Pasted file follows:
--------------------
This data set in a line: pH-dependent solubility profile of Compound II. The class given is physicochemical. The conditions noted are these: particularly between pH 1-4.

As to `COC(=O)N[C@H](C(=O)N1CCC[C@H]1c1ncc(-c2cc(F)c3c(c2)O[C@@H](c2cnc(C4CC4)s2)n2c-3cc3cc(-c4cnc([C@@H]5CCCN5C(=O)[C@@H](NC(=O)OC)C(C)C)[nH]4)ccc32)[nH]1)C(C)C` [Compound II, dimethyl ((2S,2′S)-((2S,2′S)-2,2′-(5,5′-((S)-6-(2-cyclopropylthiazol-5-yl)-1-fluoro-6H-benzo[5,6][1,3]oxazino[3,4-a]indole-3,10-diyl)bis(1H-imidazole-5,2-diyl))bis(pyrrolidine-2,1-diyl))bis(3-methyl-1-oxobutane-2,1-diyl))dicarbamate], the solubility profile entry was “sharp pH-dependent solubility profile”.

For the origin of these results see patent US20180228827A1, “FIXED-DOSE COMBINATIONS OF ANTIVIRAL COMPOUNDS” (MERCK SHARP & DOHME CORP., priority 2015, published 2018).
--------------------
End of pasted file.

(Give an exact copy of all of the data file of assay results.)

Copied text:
This data set in a line: pH-dependent solubility profile of Compound II. The class given is physicochemical. The conditions noted are these: particularly between pH 1-4.

As to `COC(=O)N[C@H](C(=O)N1CCC[C@H]1c1ncc(-c2cc(F)c3c(c2)O[C@@H](c2cnc(C4CC4)s2)n2c-3cc3cc(-c4cnc([C@@H]5CCCN5C(=O)[C@@H](NC(=O)OC)C(C)C)[nH]4)ccc32)[nH]1)C(C)C` [Compound II, dimethyl ((2S,2′S)-((2S,2′S)-2,2′-(5,5′-((S)-6-(2-cyclopropylthiazol-5-yl)-1-fluoro-6H-benzo[5,6][1,3]oxazino[3,4-a]indole-3,10-diyl)bis(1H-imidazole-5,2-diyl))bis(pyrrolidine-2,1-diyl))bis(3-methyl-1-oxobutane-2,1-diyl))dicarbamate], the solubility profile entry was “sharp pH-dependent solubility profile”.

For the origin of these results see patent US20180228827A1, “FIXED-DOSE COMBINATIONS OF ANTIVIRAL COMPOUNDS” (MERCK SHARP & DOHME CORP., priority 2015, published 2018).